Where the sun sets

May 19, 2010 by Tim

It’s tough to know where to start when talking about a game like Red Dead Redemption, so I’ll start simple and straighforward. You should play this game.

If you love westerns, you will love this game. If you enjoy a well-constructed video game with tons of stuff to do, you’ll enjoy this game.

You’ll spot elements of GTA in the mix, of course, but RDR goes above and beyond to offer a different game. It’s not just GTA with horses, as some people are so quick to assume. It takes things that GTA did right, and uses them… and it takes some annoying factors from GTA and improves them (mission checkpoints, hell yes).

I stayed on the story path early in the game, because it functions as a tutorial, slowly doling out new abilities and activities at a pace that is easy to digest (although can also seem a little sluggish). You also start with no money, so I wanted a little of that in my pocket before I struck out. About five minutes after I set off the beaten trail to admire the scenery, I heard a guy shouting. I looked around and he was running up to me, asking for a ride because he’d been stranded. I slowed my horse, thinking to give the guy a hand, at which point he threw me off my horse into the dirt, and started to make off with my steed. He was fast, he got pretty far. He couldn’t outrun my bullet though.

Yep, this is the wild west.

They say the main storyline will take around twenty hours to complete. Thus far I’ve spent at least and hour each just playing horseshoes and texas hold’em in game.

In fact, I ran out of people to play poker with. I purchased a suit that allows you to try and cheat at poker. If you get caught, someone at the table calls you out and challenges you to a duel. I got caught a lot, and I had to murder everyone at the table.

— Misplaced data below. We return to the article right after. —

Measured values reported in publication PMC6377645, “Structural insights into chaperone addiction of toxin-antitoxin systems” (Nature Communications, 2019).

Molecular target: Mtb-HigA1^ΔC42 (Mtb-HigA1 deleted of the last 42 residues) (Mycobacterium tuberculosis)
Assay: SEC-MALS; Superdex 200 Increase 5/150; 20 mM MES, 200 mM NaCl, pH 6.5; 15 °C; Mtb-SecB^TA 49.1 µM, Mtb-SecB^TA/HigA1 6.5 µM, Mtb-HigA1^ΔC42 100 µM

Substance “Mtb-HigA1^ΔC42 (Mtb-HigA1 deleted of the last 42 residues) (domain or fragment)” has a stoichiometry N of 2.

Throughout the game, there are over a dozen different outfits you can collect by completing various challenges, which give you different abilities and bonuses.

John Marston is a fun protagonist to guide through the game. He’s quiet and a little dark, but a nice change of pace from the grizzled and gruff action heroes we get a lot of in video games lately. It’s nice to listen to a protagonist that doesn’t sound like Christian Bale’s Batman with throat cancer.

When you take the game online, you’re presented with what is basically an exact duplicate of the single player game world, in all its enormity. This is your game lobby, and you can easily just spend all of our time here, running around with your buddies, shooting eachother or teaming up to kill bandits, or… shooting eachother. You’ll be shooting eachother a lot, it’s terribly hard to resist.

You can also jump into constructed games like deathmatch or goldrush. Goldrush is the real gem here. Bags of gold spawn all over the map, and it’s a mad rush to scoop them up and return them to crates to score. You can carry two bags, but it will slow you down. It’s frantic and violent and some of the most multiplayer fun you’ll have.

RDR multiplayer is not what I would consider incredibly balanced and competitive. It’s not going to be the next MW2, you probably won’t see clans and leagues running around. But it is incredibly enjoyable in its chaos, and on top of however many hours the single player game will devour, you can bet you could come close to matching that in multiplayer.

I was a little disappointed to find out that Texas Hold’Em and horseshoes were not available in multiplayer, but I’ll just keep my fingers crossed for DLC.

RDR isn’t perfect, but the issues I’ve come across are so very minor in the face of all it does right, they won’t do anything to hamper your enjoyment of the game.

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